And then there were the Trees.

The trees are this thing that Mr. B loathes with a passion. Unfortunately they are my favorite thing in life.  We’d painted our bedroom green last year and sometime this year I decided it would be a good idea to turn it into a Russian forest, because I love the idea of a Russian forest but I actually hate being outdoors.

So I ordered a bunch of birch trees (the national tree of Russia) decals from Etsy, thinking it would be an easy project I could do in an hour or so. Don’t they look hipster-charming in the picture?   They turned out to be too tall and required too much effort, so for three months, they were sitting on the floor in the attic, mournfully waiting to be used.

I used to think that people who said the best gift was time were lame or cheap.  Because who would really prefer a popsicle stick piece of art that took three hours to make as opposed to, say, a Louis Vuitton purse (by the way, this exists.) that took two seconds to order online.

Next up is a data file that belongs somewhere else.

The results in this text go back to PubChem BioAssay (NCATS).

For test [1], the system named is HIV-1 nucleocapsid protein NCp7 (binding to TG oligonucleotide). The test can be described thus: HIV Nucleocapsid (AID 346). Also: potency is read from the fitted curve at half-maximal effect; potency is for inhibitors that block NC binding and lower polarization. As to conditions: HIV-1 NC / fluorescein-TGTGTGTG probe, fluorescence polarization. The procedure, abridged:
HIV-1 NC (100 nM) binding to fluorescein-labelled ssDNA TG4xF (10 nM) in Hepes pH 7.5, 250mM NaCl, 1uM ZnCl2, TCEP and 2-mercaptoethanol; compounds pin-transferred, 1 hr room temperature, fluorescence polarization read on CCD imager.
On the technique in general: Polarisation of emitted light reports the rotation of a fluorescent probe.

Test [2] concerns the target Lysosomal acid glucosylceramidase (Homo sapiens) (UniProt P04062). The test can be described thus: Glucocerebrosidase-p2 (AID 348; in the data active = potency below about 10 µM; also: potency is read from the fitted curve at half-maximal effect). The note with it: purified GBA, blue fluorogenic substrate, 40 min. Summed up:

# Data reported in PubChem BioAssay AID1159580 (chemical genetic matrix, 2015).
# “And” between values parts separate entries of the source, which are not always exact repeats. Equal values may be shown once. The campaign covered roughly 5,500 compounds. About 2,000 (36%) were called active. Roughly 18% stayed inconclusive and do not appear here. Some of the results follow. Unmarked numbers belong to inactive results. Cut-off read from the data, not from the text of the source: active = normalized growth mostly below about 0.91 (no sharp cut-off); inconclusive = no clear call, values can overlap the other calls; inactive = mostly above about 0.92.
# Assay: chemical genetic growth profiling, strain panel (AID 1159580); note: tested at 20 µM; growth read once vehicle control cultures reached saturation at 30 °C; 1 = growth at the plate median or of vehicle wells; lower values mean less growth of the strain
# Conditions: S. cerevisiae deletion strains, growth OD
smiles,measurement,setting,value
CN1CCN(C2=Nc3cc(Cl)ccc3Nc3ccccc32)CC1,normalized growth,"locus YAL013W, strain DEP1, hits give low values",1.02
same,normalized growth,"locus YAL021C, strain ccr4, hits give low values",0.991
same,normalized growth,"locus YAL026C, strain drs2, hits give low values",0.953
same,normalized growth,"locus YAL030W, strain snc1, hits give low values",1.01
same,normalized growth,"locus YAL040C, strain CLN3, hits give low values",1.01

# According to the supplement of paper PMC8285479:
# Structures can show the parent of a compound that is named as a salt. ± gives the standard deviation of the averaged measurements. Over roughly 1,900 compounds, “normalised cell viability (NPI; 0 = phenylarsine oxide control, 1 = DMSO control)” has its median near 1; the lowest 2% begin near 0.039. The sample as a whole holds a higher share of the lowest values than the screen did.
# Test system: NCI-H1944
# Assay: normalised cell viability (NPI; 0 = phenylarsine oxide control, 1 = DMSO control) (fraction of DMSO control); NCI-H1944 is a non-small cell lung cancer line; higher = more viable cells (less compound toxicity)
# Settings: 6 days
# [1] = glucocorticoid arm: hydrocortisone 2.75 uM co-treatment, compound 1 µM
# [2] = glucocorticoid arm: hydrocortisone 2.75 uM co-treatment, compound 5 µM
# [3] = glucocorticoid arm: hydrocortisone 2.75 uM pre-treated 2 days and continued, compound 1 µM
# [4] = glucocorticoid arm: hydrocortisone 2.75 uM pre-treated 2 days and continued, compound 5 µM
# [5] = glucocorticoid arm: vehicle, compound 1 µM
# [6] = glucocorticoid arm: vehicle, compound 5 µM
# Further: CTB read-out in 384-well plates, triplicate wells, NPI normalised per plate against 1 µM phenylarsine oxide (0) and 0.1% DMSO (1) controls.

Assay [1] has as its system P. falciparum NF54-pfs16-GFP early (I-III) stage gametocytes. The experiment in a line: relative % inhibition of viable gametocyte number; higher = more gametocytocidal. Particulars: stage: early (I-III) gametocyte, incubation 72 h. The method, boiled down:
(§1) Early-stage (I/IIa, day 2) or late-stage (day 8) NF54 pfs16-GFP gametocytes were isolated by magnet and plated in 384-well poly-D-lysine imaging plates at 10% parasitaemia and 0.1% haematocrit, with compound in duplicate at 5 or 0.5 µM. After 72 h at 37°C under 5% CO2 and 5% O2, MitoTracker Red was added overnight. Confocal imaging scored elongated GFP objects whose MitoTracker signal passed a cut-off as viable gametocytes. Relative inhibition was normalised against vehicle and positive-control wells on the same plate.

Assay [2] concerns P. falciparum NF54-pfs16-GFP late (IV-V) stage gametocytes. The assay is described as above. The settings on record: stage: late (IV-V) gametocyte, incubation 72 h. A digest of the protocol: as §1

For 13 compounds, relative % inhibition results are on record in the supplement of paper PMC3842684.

But this weekend proved me completely wrong.

As soon as my parents came, not even stopping for a drink or a bathroom break after their two-hour drive, they got to work.  My dad put up the lamp to replace the ugly one we had as Mr. B finally had time to take care of the lawn.


My mom made us soup, cleaned our refrigerator, and right after that, she helped me put up the trees.

They look beautiful.

They are better than any present I could have gotten because my mom helped me put them up.


Here’s the room when we started, last  year.

We also have amazing and thoughtful friends, who came after we were done with all this stuff to give me hours of their time for my birthday, and we sat late into the night, laughing, and drinking, and singing along to the guitar.


It was a great birthday, and I’m finally learning how to be a functional human being, just in time for my mid-20s.


Things my husband will not let my buy on Etsy

Our house is slowly coming together: 

but the only problem is that we still have a lot of white space on the walls, so we are constantly searching for stuff to put up there.

And by we, I mean me, since Mr. B has the gift for visual design that all men have inherited:


The only problem is, as you have probably surmised by now, gentle reader, I am weird, and I like weird things, and Mr. B wants to keep it normal.

So he vetoes everything I want on Etsy.  Things he has vetoed in the recent past or will veto as soon as he sees them include:

Photo of unhappy Belorussian couple getting married.